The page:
• Request to migrate your Confluent Cloud VPC Peering network (with existing VPC peering connections) to an AWS Transit Gateway network.
    • Include your Confluent Cloud network name and network ID (available from the Confluent Cloud Console).
  3. After Confluent Support temporarily enables concurrent connection types (for both VPC peering connections and transit gateway attachments), you will be informed that you can proceed with your migration, and you can continue to the next step.

  4. For each existing VPC peering connection, perform the following steps:

    1. In the Confluent Cloud Console, create an AWS transit gateway attachment.
    2. In the Confluent Cloud Console, delete the existing VPC peering connection.
    3. In the AWS VPC console, delete the AWS peering resource and the associated routes in the VPC route table.

    Warning

    If your VPC resources are not deleted, asymmetric routing and packet losses occur, resulting in a degraded experience.

  5. Validate connectivity over the newly provisioned resources.

  6. After you complete the migration and validation steps, inform Confluent Support so that they can disable VPC peering connections and close the ticket.

Configure DNS forwarding

To resolve hostnames that reside within private DNS zones or a self-hosted DNS server and access your own VPC or on-prem from Confluent Cloud, set up DNS forwarding in Confluent Cloud.

For example, you can use DNS forwarding for Confluent Cloud fully-managed connectors that need to access data in your VPC.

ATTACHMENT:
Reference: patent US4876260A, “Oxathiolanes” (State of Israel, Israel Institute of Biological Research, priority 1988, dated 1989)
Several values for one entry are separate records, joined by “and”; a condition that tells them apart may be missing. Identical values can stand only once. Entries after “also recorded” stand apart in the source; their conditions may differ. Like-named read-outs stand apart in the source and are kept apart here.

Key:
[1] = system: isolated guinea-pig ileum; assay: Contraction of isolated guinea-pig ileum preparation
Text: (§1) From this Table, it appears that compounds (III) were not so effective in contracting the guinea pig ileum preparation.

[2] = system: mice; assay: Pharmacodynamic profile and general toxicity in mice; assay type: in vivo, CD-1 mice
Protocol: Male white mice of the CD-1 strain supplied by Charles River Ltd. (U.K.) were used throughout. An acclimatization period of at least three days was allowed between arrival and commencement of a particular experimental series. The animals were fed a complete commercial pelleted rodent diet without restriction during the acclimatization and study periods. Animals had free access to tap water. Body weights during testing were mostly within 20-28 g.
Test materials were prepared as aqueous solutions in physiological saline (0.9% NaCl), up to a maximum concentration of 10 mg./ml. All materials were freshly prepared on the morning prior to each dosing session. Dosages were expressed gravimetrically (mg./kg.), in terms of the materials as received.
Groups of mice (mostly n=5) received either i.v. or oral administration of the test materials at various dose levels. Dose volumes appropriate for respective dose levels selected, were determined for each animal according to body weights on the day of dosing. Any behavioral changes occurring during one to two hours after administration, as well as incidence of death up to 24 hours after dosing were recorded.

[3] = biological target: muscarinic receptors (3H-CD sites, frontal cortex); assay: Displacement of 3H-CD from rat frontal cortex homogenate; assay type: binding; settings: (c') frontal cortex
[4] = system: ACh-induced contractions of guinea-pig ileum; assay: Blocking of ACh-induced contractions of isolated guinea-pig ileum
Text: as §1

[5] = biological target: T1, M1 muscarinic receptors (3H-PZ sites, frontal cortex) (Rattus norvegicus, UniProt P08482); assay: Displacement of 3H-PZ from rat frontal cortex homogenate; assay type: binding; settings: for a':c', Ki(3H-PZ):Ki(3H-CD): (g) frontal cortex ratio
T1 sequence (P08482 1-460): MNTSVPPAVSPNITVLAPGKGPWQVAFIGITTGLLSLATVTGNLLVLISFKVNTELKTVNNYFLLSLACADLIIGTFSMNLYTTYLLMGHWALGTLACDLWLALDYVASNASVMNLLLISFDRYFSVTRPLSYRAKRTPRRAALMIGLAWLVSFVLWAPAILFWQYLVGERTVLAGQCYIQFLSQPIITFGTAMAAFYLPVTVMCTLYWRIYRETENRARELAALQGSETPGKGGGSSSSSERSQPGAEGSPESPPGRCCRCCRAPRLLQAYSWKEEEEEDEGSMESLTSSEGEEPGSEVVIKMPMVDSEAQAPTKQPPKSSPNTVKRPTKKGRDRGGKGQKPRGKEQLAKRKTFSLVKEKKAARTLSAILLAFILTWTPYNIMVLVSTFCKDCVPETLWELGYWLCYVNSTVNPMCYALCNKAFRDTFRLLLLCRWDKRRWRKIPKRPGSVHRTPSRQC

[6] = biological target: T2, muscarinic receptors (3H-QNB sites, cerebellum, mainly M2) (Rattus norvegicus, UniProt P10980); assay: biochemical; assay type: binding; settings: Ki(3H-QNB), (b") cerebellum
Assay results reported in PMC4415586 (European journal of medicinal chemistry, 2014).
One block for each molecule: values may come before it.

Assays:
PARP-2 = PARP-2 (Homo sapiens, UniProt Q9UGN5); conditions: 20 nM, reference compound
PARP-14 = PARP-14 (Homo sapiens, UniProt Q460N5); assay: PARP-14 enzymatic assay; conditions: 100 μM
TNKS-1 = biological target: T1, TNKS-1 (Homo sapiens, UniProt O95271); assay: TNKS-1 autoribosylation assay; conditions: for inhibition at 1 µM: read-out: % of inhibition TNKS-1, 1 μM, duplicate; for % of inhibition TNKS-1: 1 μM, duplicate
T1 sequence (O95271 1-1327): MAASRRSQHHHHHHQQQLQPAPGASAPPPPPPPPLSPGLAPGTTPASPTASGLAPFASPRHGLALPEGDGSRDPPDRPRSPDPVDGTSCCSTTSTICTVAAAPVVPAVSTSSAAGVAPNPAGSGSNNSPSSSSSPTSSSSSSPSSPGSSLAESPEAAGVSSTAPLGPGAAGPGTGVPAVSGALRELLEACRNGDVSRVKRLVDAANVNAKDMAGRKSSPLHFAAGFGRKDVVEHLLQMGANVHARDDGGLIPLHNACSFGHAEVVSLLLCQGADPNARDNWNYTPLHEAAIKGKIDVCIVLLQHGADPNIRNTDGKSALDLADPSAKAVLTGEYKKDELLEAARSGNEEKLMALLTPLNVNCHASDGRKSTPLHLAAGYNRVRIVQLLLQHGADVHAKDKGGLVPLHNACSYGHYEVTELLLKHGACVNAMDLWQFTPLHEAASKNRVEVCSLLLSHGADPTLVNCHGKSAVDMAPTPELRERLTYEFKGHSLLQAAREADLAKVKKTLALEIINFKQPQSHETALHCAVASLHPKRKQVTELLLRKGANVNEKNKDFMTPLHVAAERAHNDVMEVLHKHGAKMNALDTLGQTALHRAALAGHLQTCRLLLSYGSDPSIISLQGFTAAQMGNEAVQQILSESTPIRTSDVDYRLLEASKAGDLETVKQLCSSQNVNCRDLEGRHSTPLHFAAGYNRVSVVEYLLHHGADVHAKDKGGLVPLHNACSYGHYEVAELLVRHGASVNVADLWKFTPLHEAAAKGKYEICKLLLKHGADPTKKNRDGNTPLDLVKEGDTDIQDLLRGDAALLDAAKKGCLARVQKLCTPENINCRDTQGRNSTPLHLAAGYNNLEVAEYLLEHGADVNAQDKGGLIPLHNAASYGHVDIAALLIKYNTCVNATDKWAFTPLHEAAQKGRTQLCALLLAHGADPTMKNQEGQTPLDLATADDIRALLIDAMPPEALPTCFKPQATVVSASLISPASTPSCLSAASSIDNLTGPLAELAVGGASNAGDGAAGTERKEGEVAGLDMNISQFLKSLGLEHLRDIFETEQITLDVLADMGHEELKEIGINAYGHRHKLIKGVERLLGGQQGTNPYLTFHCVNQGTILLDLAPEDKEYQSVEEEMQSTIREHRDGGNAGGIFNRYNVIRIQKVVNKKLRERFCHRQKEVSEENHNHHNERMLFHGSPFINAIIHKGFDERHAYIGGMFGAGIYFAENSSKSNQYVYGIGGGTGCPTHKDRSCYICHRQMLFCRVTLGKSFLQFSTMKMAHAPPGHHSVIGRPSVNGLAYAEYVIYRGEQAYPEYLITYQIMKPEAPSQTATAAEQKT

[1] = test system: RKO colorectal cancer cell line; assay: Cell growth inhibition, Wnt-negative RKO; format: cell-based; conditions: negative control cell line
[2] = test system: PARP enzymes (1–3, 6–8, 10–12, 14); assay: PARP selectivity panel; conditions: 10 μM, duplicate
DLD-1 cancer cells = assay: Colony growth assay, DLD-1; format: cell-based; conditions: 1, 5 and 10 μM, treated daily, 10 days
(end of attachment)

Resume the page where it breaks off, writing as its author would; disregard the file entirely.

DNS forwarding requires VPC peering or TGW connection where there is bi-directional network access between your network and Confluent Cloud clusters.

Step 1: Get DNS resolver IP addresses

To use the DNS forwarding feature with your AWS VPC, you can set up AWS Inbound Endpoints or use your own DNS server:

  • If you wish to forward DNS requests from Confluent Cloud to a Route53 hosted zone, create Inbound Endpoints for Confluent Cloud network to access your DNS servers.

    AWS recommends deploying multiple endpoints in different availability zones for availability reasons.

    For details, see Configuring inbound endpoints.

    Once the endpoints are created, as described in the next step, in Confluent Cloud, input the IP addresses of the Inbound Endpoints to which to forward requests.

  • If you want to use your self-hosted DNS server, use the IP address of that DNS server in Confluent Cloud in the next step.

Step 2: Create a DNS Forwarder in Confluent Cloud

Set up DNS forwarding in Confluent Cloud:

  1. In Confluent Cloud, navigate to the DNS Forwarding tab on the Network Detail page.
  2. Input the following information:
    • DNS server IPs: Up to 3 IP addresses of your DNS servers to which we should forward DNS requests.
    • Domain list: Up to 10 domains to which you wish to route the DNS requests.
  3. Wait until provisioning is complete and DNS is propagated.